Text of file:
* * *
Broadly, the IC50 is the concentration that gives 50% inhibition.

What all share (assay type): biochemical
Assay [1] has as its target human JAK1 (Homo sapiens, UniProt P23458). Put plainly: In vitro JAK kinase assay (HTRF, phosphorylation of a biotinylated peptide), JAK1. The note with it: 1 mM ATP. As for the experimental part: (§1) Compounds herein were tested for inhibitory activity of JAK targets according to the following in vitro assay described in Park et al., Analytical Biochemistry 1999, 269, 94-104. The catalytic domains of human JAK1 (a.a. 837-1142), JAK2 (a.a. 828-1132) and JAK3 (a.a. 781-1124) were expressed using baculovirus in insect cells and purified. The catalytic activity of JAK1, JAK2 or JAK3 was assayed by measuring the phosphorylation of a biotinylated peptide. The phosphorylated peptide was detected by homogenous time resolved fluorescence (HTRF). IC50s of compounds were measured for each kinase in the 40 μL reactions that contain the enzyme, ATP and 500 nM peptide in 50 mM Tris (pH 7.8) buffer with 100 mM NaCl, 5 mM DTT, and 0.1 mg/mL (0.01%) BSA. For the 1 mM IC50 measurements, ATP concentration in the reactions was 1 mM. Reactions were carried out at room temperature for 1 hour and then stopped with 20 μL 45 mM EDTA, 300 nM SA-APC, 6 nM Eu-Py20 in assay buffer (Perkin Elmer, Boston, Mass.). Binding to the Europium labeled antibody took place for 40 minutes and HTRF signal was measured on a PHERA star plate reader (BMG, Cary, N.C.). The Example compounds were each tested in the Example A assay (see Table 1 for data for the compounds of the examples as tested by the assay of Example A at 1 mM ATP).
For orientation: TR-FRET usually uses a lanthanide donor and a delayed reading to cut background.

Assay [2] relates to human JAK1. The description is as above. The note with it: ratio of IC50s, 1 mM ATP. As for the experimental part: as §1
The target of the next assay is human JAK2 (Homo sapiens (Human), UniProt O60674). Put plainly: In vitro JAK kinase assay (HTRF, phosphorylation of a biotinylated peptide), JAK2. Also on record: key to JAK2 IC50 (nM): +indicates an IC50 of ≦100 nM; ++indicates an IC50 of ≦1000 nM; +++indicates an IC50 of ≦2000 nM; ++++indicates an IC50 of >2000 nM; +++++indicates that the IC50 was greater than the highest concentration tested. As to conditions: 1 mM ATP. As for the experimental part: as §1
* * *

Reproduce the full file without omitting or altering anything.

Broadly, the IC50 is the concentration that gives 50% inhibition.

What all share (assay type): biochemical
Assay [1] has as its target human JAK1 (Homo sapiens, UniProt P23458). Put plainly: In vitro JAK kinase assay (HTRF, phosphorylation of a biotinylated peptide), JAK1. The note with it: 1 mM ATP. As for the experimental part: (§1) Compounds herein were tested for inhibitory activity of JAK targets according to the following in vitro assay described in Park et al., Analytical Biochemistry 1999, 269, 94-104. The catalytic domains of human JAK1 (a.a. 837-1142), JAK2 (a.a. 828-1132) and JAK3 (a.a. 781-1124) were expressed using baculovirus in insect cells and purified. The catalytic activity of JAK1, JAK2 or JAK3 was assayed by measuring the phosphorylation of a biotinylated peptide. The phosphorylated peptide was detected by homogenous time resolved fluorescence (HTRF). IC50s of compounds were measured for each kinase in the 40 μL reactions that contain the enzyme, ATP and 500 nM peptide in 50 mM Tris (pH 7.8) buffer with 100 mM NaCl, 5 mM DTT, and 0.1 mg/mL (0.01%) BSA. For the 1 mM IC50 measurements, ATP concentration in the reactions was 1 mM. Reactions were carried out at room temperature for 1 hour and then stopped with 20 μL 45 mM EDTA, 300 nM SA-APC, 6 nM Eu-Py20 in assay buffer (Perkin Elmer, Boston, Mass.). Binding to the Europium labeled antibody took place for 40 minutes and HTRF signal was measured on a PHERA star plate reader (BMG, Cary, N.C.). The Example compounds were each tested in the Example A assay (see Table 1 for data for the compounds of the examples as tested by the assay of Example A at 1 mM ATP).
For orientation: TR-FRET usually uses a lanthanide donor and a delayed reading to cut background.

Assay [2] relates to human JAK1. The description is as above. The note with it: ratio of IC50s, 1 mM ATP. As for the experimental part: as §1
The target of the next assay is human JAK2 (Homo sapiens (Human), UniProt O60674). Put plainly: In vitro JAK kinase assay (HTRF, phosphorylation of a biotinylated peptide), JAK2. Also on record: key to JAK2 IC50 (nM): +indicates an IC50 of ≦100 nM; ++indicates an IC50 of ≦1000 nM; +++indicates an IC50 of ≦2000 nM; ++++indicates an IC50 of >2000 nM; +++++indicates that the IC50 was greater than the highest concentration tested. As to conditions: 1 mM ATP. As for the experimental part: as §1